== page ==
UCLA Labor Center releases report detailing challenges facing student workers
Challenges of student workers are being exacerbated by the coronavirus pandemic, a report from the UCLA Labor Center and the Dolores Huerta Labor Institute finds. (Screen capture by Kanishka Mehra/Photo editor)
Jul. 1, 2020 1:33 pm
The coronavirus pandemic has exacerbated the difficulties students with jobs face, a UCLA report found.
The UCLA Labor Center and the Dolores Huerta Labor Institute released a report and supplemental brief June 23, which looked at the challenges faced by working students at public colleges and universities in Los Angeles County and how these students have been affected by COVID-19.
The researchers collected data from more than 800 surveys and almost 80 interviews with working students, according to the report.
More than half of the 725,000 undergraduate students in LA County work, said Janna Shadduck-Hernández, a project director at the UCLA Labor Center, at a press briefing June 23.
Around 78% of students who work also take at least 12 units of coursework and 35% work 30 hours or more a week, the report found.
Additionally, 23% of students work more than one job, many while completing additional majors or minors, said Mindy Chen, a co-author of the report and faculty co-director of the Dolores Huerta Labor Institute at the LA Community College District.
Researchers found that these students are often penalized through missed academic opportunities, such as leaving class early or arriving late, missing class completely or turning in assignments late, added Chen, who is also a labor studies professor at LA Trade Technical College.
The report found that 40% of students considered withdrawing or taking a break from school prior to the coronavirus pandemic, Chen said.
Iris López, a researcher on the project and a recent UCLA alumna, said while many students are concerned about financing their education, they face additional concerns about food insecurity.
Despite access to financial aid and work, over half of all working students have experienced at least one type of food insecurity and one-third of these students have faced at least one form of housing insecurity, said Michele Wong, a graduate student researcher at the UCLA Labor Center.
“Education should not cost us our ability to eat or cause concern over how we’re going to be able to pay for our next few units,” López said. “I feel like this country needs to do better by its people.”
Sophia Ángeles, a graduate student researcher at the UCLA Labor Center, said COVID-19 has exacerbated these already present inequalities.
The sudden shift to remote learning impacted working students’ educational experiences, with 59% reporting that course materials were difficult to understand during the pandemic, Ángeles said. Some students said they had to teach themselves material after live instruction was replaced with noninteractive forms of learning, according to the report.
Crystal Hammond, a student at Santa Monica Community College, Los Angeles City College and LA Trade Technical College, said she works three different internships that require in-person collaboration and panicked when she first learned about the coronavirus pandemic because she was uncertain how she would receive financial support.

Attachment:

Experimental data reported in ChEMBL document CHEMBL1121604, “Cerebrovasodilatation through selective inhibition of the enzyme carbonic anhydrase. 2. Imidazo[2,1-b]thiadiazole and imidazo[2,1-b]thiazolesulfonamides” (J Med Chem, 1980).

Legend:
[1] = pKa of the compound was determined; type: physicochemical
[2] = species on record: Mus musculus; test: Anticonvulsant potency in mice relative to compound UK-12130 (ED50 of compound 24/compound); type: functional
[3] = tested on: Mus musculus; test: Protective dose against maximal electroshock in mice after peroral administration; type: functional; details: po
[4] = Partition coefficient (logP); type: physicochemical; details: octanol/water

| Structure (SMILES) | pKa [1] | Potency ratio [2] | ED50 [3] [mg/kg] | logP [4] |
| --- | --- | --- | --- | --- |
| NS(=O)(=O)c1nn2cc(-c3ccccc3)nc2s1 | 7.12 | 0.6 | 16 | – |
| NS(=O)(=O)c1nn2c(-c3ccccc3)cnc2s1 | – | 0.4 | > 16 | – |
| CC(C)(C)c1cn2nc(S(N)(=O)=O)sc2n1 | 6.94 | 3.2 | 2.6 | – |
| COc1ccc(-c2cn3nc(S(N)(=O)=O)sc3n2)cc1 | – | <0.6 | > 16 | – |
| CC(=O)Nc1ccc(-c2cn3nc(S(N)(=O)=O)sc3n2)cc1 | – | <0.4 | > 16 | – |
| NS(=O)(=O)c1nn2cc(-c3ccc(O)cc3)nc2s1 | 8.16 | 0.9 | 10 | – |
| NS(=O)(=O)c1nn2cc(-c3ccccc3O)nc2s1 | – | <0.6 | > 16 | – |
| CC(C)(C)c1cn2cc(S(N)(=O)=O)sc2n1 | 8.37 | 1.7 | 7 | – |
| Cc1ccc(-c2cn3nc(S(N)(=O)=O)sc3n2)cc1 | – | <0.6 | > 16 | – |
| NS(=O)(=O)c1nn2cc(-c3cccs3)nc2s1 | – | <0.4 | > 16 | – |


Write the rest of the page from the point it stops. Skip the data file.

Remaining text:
She fell behind in her classes after the pandemic hit because she had to call agencies for relief funding, she added.
“Social distancing, although for a preventative measure, has put me at a disadvantage as an individual coming from a low-income background,” Hammond said.
Additionally, half of all working students were laid off, terminated or furloughed after the pandemic began, Ángeles said. Among students who were able to continue working, half saw their hours decrease and about 70% were concerned about their safety at work, she added.
Many working students also faced difficulties paying for rent and had to take on extra household duties or financial responsibilities, Ángeles said.
Prior to the pandemic, Sierra Hudson, an undergraduate researcher on the project and a recent UCLA alumna, had to work extra hours babysitting and tutoring even though she had access to financial aid, work study and student loans.
However, because of COVID-19, she was no longer able to earn the extra income and had to decide between paying for rent or paying for food.
“I went from a studious straight-A student (to) one who missed assignments and sometimes class,” she said. “I was feeling very hopeless and at one point in the quarter, I almost dropped out.”
Déjà Thomas, a graduate researcher who worked on the report, said both employers and schools need to take into account and accommodate the dual identity of workers and learners.
Thomas added that the researchers also recommend making college more affordable to help students more easily manage their finances and offering work-study year-round to all students.
“They need to be really deeply empowered to be able to not only manage the finances and costs, but really understand all the decisions that they’re making,” she said.